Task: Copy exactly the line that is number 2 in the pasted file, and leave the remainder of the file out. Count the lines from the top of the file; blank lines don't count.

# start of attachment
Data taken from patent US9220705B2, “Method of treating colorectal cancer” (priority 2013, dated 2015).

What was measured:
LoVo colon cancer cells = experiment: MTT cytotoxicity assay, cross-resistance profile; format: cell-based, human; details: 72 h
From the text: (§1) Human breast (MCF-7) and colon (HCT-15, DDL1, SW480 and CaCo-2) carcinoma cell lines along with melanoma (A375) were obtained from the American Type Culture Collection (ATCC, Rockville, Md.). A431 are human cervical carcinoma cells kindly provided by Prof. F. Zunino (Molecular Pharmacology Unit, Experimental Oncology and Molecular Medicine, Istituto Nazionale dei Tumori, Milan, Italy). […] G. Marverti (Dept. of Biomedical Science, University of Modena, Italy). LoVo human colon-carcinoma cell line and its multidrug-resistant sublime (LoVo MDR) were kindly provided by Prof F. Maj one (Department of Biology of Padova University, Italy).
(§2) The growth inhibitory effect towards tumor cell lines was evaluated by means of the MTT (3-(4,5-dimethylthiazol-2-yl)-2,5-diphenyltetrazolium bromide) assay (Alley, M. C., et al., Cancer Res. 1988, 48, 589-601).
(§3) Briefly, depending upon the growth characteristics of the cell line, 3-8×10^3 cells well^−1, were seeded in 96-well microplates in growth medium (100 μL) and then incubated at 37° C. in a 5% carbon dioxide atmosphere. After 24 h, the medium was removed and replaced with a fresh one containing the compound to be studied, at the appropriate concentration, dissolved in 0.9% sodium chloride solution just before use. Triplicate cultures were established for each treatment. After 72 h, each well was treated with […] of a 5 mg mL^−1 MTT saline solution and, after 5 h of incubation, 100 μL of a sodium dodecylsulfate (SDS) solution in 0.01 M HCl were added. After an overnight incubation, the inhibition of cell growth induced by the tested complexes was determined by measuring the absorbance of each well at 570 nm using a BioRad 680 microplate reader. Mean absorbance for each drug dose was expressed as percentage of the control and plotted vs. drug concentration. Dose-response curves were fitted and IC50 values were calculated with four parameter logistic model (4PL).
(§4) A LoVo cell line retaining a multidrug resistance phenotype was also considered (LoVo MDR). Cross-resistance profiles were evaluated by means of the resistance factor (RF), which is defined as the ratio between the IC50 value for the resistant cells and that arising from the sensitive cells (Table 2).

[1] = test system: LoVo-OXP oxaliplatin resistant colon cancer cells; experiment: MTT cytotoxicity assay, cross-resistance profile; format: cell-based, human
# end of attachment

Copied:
What was measured: